Saint Paul, the most accomplished Apostolic Father of Christendom
1. The most prolific apostle
Paul ( c. 5 to c. 64/67 A.D.) wrote 30 of the 27 books of the New Testament. He traveled through Europe and Asia, spreading Jesus’ message and establishing churches. He wrote more than any other apostles, disciple, or scribe.
The letters of Paul spread across continents and became one of the most important manuscripts of the New Testament. The book of Romans Paul wrote shaped the protestant revival in Europe during the middle ages.
2. Fearless, passionate, and result oriented
Paul was fearless and passionate. By today’s standards, he would be a hands-on leader and result-oriented. He was a game-changer and at the top of his mission.
He preached Christ in critical places. Consider his passion when he used to persecute the church. This time, he used it to expand God’s Kingdom.
hands-on-leader and result-oriented
3. Paul preached to anyone and traveled to the farthest
Paul saturated critical cities in Europe. He went on three missionary journeys and founded churches from Jerusalem to Spain. He also traveled more than 10,000 miles and often on foot to preach.
Paul and Peter in Rome
Both Apostle Paul and Peter established the early church in Rome. Paul rented a house for a full two years in Rome and welcomed anyone who wanted to hear God’s message. (Acts 28:30)
4. Paul’s calling unique among the twelve
Paul was not part of the original twelve disciples. The eleven apostles chose to fill Judas’ place (Acts 1:20). For days, they united in prayer (Luke 24:49; Acts 1:12-15) and acted on the leading of the Holy Spirit. They chose Matthias.
Matthias was the 12th apostle, and Paul would be the last apostle. False teachers who claim to be “apostles of Jesus.”
Paul did not meet Jesus in person; he was not part of the original 12 apostles (Mark 3:14-15). His calling as an apostle was unique because Paul received God’s revelation and mystery through “direct revelation.”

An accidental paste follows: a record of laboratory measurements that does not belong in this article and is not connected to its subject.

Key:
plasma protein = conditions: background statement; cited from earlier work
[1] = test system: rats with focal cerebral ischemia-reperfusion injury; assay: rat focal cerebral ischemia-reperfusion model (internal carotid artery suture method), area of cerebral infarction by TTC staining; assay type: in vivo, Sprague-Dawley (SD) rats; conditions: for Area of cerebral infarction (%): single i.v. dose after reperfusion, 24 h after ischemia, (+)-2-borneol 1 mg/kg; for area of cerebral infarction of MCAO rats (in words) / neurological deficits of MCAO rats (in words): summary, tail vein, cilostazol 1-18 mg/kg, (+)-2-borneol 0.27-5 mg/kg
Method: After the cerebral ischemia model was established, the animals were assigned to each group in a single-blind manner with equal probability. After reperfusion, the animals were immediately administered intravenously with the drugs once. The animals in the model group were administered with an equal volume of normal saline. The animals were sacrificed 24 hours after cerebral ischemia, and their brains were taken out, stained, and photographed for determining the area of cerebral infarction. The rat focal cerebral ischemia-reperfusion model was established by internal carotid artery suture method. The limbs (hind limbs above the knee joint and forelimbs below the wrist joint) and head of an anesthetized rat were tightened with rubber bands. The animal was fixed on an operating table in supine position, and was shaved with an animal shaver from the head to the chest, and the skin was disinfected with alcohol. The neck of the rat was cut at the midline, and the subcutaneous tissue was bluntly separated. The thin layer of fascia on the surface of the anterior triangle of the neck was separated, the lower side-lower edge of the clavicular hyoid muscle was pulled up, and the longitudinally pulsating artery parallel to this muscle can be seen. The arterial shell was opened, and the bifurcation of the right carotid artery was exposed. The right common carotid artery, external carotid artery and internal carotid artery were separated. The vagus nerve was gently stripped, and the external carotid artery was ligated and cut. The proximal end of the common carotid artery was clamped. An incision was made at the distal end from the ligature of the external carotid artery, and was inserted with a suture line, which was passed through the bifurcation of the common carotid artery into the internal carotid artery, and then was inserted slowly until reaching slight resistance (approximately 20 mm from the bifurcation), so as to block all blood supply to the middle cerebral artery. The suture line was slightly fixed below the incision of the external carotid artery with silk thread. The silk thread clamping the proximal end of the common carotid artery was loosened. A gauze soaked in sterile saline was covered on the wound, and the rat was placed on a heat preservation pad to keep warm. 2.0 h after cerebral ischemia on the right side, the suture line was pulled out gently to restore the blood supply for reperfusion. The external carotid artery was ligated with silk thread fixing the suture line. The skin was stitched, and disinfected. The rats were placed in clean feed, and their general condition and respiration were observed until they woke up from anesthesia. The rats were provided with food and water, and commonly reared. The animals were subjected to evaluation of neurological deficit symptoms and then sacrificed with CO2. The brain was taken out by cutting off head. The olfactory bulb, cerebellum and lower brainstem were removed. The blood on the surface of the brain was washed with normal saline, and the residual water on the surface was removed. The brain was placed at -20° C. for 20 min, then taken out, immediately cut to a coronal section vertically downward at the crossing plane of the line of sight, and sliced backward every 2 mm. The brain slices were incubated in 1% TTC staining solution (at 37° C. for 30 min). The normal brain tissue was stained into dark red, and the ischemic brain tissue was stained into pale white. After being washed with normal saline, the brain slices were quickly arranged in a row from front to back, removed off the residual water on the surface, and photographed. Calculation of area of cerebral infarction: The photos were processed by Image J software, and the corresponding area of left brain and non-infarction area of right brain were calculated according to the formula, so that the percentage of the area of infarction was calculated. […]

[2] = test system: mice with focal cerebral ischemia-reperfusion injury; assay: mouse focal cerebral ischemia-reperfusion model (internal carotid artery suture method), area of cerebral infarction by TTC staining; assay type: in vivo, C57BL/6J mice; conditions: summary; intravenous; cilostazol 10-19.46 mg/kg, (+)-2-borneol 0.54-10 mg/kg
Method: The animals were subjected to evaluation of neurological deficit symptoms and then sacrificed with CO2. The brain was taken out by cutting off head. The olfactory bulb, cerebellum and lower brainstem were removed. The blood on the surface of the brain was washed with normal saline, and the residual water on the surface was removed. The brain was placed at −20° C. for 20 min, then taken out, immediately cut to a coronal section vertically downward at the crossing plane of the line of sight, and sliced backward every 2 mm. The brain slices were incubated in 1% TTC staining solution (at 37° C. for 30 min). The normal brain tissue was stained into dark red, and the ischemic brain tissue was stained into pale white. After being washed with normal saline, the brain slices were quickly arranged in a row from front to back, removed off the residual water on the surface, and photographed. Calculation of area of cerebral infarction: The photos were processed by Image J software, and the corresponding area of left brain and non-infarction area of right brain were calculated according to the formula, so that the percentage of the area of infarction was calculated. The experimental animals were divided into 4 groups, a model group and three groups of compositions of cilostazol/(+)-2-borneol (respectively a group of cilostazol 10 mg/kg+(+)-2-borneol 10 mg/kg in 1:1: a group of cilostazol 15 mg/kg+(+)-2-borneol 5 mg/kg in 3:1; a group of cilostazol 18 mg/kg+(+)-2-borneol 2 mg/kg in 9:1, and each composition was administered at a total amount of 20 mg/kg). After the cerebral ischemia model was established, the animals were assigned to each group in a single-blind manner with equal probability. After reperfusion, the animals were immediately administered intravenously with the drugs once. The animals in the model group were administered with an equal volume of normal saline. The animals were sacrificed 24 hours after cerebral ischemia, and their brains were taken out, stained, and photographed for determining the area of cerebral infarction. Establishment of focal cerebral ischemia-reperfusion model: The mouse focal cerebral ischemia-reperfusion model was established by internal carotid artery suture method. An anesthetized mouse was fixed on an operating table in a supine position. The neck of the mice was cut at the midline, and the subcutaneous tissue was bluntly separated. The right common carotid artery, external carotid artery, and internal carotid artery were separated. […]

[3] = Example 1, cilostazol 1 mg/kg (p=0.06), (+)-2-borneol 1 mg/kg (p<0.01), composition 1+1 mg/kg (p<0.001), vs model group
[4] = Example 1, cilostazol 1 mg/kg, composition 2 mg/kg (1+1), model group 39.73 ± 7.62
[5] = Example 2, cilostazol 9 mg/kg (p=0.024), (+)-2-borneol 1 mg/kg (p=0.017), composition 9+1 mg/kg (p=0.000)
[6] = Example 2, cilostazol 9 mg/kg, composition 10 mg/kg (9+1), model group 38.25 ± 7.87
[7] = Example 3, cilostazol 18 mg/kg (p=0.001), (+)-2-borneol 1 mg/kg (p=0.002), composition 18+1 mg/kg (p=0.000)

As I briefly wrote earlier, God himself revealed his mysterious plan to me.
5. Paul is the most influential theologian of all
Martin Luther, who sparked the protestant reformation, was a professor of moral theology. He received revelation from God while studying the book of Romans. Much of our Christian theology today comes from Apostle Paul.
French theologian John Calvin, a reformer in Geneva, Switzerland, said, “To understand the Book of Romans is to understand the gospel.” Paul’s message in the book of Romans centers on justification by faith alone.
Much of our theology today comes from Apostle Paul.
6. Most important theologian of the early church
Brilliant and knowledgeable, Paul was a student of Gamaliel, an esteemed teacher of Jewish law, and an elder of the Sanhedrin (Acts 22:3). The rest of the apostles did not have formal education except Matthew, Luke, and Joseph of Arimathea.
Paul’s knowledge of spiritual truths were direct revelations from the Holy Spirit. Paul clearly implied that he spent three years being taught by Jesus Himself. (Galatians 1:12)
The letters of Paul were endearing, but they also corrected false doctrines that crept the churches. He was the quintessential apologist.
Dear brothers and sisters, I want you to understand that the gospel message I preach is not based on mere human reasoning. I received my message from no human source, and no one taught me. Instead, I received it by direct revelation from Jesus Christ.
Paul is the quintessential apologist.